I think crowdfunding campaigns are wonderful. Entrepreneurs, artists and creatives can use a website like Kickstarter to get projects funded that might otherwise have neer seen the light of day, or to take preorders to derisk a new product. The success stories really are astounding: The Coolest Cooler got over $13 million, the Solar Roadways project raised $2.2 million, and the Soma water filter creators published the famous article "Hacking Kickstarter: How to Raise $100,000 in Ten Days".
Still, the chances of success are slim. Of all Kickstarter campaigns launched, about 40% are successful. Of those, 70% raise less than $10,000. Few have the runaway success we've seen in the previous examples I've mentioned.
An unsuccessful campaign is a huge time sink. If your campaign is 30 days long, the Kickstarter can easily turn into the only thing you focus on for those 30 days, plus the several weeks of preparation before the campaign even begins.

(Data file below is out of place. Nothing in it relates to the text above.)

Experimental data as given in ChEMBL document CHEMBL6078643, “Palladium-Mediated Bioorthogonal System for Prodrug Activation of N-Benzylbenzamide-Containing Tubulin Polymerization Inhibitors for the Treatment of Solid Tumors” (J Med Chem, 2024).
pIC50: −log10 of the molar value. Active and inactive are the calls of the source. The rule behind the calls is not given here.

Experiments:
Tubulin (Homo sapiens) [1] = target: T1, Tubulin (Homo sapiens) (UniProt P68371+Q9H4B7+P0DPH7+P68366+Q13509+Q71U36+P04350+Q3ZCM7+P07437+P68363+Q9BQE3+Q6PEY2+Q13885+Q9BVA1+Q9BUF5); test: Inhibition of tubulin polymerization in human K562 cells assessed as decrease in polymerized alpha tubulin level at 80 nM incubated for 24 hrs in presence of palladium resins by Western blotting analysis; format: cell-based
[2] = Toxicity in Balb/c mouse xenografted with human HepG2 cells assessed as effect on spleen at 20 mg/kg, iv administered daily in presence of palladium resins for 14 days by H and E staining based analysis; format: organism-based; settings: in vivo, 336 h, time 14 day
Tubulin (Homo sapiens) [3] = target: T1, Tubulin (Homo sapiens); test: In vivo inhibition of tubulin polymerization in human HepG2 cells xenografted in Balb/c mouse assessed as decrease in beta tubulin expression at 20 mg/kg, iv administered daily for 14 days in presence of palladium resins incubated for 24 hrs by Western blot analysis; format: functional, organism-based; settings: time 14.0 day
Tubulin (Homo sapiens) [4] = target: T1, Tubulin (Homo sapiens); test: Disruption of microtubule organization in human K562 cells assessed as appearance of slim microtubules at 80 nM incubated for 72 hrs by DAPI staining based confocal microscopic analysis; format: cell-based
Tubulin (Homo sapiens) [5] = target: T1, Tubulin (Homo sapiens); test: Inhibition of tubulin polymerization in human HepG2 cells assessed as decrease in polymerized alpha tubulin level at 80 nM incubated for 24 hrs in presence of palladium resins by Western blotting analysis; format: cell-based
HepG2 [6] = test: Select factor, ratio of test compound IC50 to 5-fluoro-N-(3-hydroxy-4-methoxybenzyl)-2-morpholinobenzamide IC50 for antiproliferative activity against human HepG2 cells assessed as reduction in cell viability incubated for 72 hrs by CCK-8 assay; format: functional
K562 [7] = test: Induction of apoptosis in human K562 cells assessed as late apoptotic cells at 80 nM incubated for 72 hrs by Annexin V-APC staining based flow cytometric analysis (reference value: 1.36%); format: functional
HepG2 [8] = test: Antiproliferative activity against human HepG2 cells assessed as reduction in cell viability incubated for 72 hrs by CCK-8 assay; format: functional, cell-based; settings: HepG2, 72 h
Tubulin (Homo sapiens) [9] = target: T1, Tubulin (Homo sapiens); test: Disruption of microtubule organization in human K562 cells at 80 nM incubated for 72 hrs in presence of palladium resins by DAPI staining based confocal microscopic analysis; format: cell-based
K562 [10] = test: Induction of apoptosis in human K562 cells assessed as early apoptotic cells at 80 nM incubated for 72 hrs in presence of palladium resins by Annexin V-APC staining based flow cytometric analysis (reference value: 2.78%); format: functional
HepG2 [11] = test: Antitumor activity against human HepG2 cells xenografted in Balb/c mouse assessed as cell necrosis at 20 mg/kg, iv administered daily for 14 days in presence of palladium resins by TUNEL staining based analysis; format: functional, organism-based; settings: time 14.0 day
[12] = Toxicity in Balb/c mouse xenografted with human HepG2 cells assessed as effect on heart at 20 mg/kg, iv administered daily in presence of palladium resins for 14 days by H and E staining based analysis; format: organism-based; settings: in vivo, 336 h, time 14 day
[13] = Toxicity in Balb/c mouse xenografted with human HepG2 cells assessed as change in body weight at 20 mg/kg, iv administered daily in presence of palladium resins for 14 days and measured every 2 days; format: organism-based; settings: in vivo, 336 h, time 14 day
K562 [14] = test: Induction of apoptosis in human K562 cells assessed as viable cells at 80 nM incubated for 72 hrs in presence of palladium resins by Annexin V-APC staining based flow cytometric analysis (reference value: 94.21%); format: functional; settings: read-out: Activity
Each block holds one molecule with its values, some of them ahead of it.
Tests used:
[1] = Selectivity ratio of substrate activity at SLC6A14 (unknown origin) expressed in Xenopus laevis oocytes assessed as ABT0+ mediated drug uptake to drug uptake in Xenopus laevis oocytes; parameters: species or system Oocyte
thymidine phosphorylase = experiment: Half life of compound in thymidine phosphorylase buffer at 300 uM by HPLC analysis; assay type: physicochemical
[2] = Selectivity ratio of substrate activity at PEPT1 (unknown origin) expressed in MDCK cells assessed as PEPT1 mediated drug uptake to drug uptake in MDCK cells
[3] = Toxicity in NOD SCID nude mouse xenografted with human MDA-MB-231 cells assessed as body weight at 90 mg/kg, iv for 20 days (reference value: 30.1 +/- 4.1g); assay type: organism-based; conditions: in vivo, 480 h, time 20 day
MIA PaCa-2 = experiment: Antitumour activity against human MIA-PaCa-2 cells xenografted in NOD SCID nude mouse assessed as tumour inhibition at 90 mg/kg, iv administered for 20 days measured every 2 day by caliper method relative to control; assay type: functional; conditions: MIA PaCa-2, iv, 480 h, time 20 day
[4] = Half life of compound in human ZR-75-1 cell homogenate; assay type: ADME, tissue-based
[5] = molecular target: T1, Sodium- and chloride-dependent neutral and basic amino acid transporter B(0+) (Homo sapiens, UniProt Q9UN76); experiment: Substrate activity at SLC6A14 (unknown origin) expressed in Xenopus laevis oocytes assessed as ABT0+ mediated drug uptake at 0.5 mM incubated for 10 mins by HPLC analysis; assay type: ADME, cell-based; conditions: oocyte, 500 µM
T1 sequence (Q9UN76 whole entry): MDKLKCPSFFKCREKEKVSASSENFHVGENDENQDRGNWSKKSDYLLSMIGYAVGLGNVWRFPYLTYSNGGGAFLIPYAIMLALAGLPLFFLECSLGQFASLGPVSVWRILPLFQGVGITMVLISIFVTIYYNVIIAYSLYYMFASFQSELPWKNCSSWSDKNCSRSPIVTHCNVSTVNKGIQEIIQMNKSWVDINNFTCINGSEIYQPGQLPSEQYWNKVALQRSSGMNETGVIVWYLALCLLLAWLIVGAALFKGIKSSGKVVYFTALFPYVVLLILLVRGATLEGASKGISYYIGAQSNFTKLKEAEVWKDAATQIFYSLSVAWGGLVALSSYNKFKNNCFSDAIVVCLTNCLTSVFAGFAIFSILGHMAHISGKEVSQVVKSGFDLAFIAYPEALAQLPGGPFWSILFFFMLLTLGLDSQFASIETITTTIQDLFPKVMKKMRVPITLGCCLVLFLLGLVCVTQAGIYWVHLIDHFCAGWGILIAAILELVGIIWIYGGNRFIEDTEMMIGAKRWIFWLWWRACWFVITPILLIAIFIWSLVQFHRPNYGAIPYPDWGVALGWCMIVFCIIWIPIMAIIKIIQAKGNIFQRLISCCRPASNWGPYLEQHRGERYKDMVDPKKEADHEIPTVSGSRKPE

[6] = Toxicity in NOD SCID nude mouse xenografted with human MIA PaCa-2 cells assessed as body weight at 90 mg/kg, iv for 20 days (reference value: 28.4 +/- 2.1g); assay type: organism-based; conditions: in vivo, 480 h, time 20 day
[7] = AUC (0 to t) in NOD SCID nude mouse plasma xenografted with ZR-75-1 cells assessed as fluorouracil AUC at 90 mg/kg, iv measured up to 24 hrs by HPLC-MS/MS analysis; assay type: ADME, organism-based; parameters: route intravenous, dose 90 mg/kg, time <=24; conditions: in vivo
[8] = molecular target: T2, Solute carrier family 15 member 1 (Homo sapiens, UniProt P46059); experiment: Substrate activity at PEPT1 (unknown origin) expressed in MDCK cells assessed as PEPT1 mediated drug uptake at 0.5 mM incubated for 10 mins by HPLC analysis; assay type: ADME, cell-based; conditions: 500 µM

That's what happened to us. We ran an unsuccessful 40 day campaign. We were trying for $30,000 and made it just shy of $14,000. With at least three weeks of preparation leading up to it, we easily sank two months trying to make it work. While it wasn't the only thing we worked on in those two months, it was certainly our priority. We also wouldn't call it a complete failure- we made many connections from our initiative that might pan out in ways we don't expect. Regardless, we didn't reach our funding goal, which we really would have liked to do. We did learn a few lessons from our campaign that we want to share.
5 Lessons from our failed Kickstarter Campaign
This article isn't meant to dampen anyone's spirits or enthusiasms for a Kickstarter campaign. Instead, we hope to give you a balanced view and share our experience so that you can make a better decision about whether a crowdfunding campaign is the right strategy for your venture at its current stage.
Feel free to share your thoughts, comments and experience with us!
Dillon Dakota Carroll
...sees much and knows much